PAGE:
For immediate release: Monday 24 November 2014
NOW: Pensions call for removal of “qualifying earnings” as savers miss out on up to £90,500 of pension savings
- Qualifying earnings could be eroding savers’ pension pots by as much as £90,500*
- 8% contribution becomes just 3.4% for low earners due to the way auto enrolment contributions are calculated
- Maximum amount any saver can receive is 6.9%
NOW: Pensions is today calling for the removal of qualifying earnings and for pension contributions under auto enrolment to be based on total salary as figures from the workplace pensions provider reveal that savers could be missing out on as much as £90,500 as a result of the way contributions are calculated.
Workers who are automatically enrolled make phased contributions as outlined in the table below.
|Date||Employer minimum contribution||Total minimum contribution|
|Employer’s staging date to 30 September 2017||1%||2%|
|1 October 2017 to 30 September 2018||2%||5%|
|1 October 2018 onwards||3%||8%|
But, the legislation states that contributions only have to be made on qualifying earnings. This is the name given to a band of earnings used to calculate contributions for automatic enrolment.
For the 2014/15 tax year this is set by the DWP between £5,772 and £41,865 a year. This means that the first £5,772 of an employee’s earnings isn’t included in the auto enrolment calculation. For example, if a worker earns £20,000 their qualifying earnings would be £14,228. The maximum amount contributions can be based on is £36,093 (£41,865 minus £5,772) for the 2014/15 tax year.
For somebody earning £27,000 a year, over 40 years of saving, basing auto enrolment contributions on qualifying earnings rather than total salary could mean that they miss out on as much as £90,549 of contributions and investment growth.
The effect of qualifying earnings on auto enrolment contributions based on an 8% total contribution
|Annual salary||Auto enrolment contribution taking into account the impact of qualifying earnings|
Morten Nilsson, CEO of NOW: Pensions said: “Qualifying earnings has a corrosive effect on pension pots and misleads savers.
“The 8% contribution rate is regularly quoted but the reality is nobody actually gets a full 8% – the most anyone gets is 6.9% if they are exactly at the top of the earnings band, with somebody earning £10,000 only receiving a total contribution of 3.4% which is woefully inadequate.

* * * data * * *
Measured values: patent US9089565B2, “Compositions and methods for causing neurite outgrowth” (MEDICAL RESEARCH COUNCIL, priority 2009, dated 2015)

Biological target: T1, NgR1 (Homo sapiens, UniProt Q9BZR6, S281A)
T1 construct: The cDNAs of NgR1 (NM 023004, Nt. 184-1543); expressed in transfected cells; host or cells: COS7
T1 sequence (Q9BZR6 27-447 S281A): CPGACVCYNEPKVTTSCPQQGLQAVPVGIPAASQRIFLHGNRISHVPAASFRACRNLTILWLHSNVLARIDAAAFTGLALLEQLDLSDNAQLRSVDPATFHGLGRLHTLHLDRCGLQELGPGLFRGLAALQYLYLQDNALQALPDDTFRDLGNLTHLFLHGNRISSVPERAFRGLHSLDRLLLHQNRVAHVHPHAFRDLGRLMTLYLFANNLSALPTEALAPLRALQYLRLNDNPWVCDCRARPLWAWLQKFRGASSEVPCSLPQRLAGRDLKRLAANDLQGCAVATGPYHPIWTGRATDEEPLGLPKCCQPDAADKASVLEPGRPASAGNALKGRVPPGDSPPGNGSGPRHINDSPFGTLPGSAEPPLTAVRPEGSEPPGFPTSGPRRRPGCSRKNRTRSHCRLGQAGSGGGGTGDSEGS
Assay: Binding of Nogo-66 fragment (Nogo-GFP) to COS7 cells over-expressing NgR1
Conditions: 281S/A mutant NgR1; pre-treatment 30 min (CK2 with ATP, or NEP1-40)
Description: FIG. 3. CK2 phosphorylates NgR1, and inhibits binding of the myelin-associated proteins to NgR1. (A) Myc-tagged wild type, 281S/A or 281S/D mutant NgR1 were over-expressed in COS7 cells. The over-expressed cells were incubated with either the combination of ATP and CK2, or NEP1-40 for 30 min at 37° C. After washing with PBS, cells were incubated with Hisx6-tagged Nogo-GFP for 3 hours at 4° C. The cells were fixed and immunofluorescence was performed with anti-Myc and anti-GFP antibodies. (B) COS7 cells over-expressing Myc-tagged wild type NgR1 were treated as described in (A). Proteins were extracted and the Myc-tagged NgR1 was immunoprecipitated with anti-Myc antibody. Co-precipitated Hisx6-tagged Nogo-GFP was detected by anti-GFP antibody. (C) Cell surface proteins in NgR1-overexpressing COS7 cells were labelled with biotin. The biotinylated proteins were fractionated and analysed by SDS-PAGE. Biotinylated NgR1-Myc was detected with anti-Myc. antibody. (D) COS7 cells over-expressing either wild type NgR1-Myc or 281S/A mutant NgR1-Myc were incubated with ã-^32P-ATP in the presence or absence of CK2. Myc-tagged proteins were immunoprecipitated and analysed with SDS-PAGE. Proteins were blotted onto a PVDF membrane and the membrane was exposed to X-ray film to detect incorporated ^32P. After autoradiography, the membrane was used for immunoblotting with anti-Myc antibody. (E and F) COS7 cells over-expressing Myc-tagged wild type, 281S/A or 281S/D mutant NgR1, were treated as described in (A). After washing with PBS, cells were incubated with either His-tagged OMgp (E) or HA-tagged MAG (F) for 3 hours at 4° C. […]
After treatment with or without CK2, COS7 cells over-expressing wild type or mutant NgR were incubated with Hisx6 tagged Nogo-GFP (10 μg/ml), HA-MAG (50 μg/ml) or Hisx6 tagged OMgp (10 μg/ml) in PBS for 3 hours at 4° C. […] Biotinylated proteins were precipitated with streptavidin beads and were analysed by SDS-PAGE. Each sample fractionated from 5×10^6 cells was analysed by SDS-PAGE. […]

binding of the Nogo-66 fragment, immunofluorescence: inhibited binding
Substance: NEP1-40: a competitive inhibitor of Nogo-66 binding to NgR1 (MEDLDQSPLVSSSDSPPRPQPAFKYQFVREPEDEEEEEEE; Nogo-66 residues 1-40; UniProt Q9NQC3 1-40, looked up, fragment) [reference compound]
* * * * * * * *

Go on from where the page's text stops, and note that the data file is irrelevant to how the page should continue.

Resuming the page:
“Removing band earnings and basing contributions on all salary would help boost savings for all and would remove a great deal of the administrative complexity for employers.”
Tim Sharp, Pensions Policy Officer at the Trades Union Congress, said: “The roll-out of auto enrolment has been a great success so far. But it is important that we iron out flaws in the system early on.
“The use of a lower earnings band discriminates against the low paid who miss out on valuable employer contributions.
“For auto enrolment to live up to its potential to provide low and middle earners with good incomes in retirement, we need minimum contributions to go up in stages beyond current plans. We think there is a strong case for employer contributions to be paid on every pound of earnings.”
– Ends –
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Notes for editors:
*Based on 40 years of saving and assumes 4% per annum salary growth and 5% investment growth based on an 8% contribution and a salary of £27,000 (national average).
NOW: Pensions www.nowpensions.com
NOW: Pensions is an independent, multi-employer trust serving thousands of employers and hundreds of thousands of employees from a wide range of sectors.
A subsidiary of one of Europe’s largest pension funds, Danish pension scheme ATP, NOW: Pensions offers a simple and cost effective workplace pension solution direct to employers and via advisers and the payroll sector.
In April 2013, NOW: Pensions became the first master trust to attain the NAPF’s new PQM Ready Standard. The benchmark shows employers that NOW: Pensions is a well governed pension scheme with low charges and good member communications.
The NOW: Pension Trustee Directors, whose role is to safeguard the interests of members, comprises well-known industry figures with different areas of expertise:
- Jocelyn Blackwell, founding partner Dunnett Shaw
- Christopher Daykin, former Government Actuary
- John Monks, member of House of Lords and former General Secretary of ETUC and TUC
- Win Robbins, former Head of European Fixed Income at Barclays Global Investors
- Nigel Waterson, former Shadow Pensions Minister
Charges are just £1.50 per month administration charge (reduced administration charge of £0.30 – £1.00 to be applied during auto enrolment phasing for lower earners) plus a 0.3% annual product investment management charge, with no hidden charges.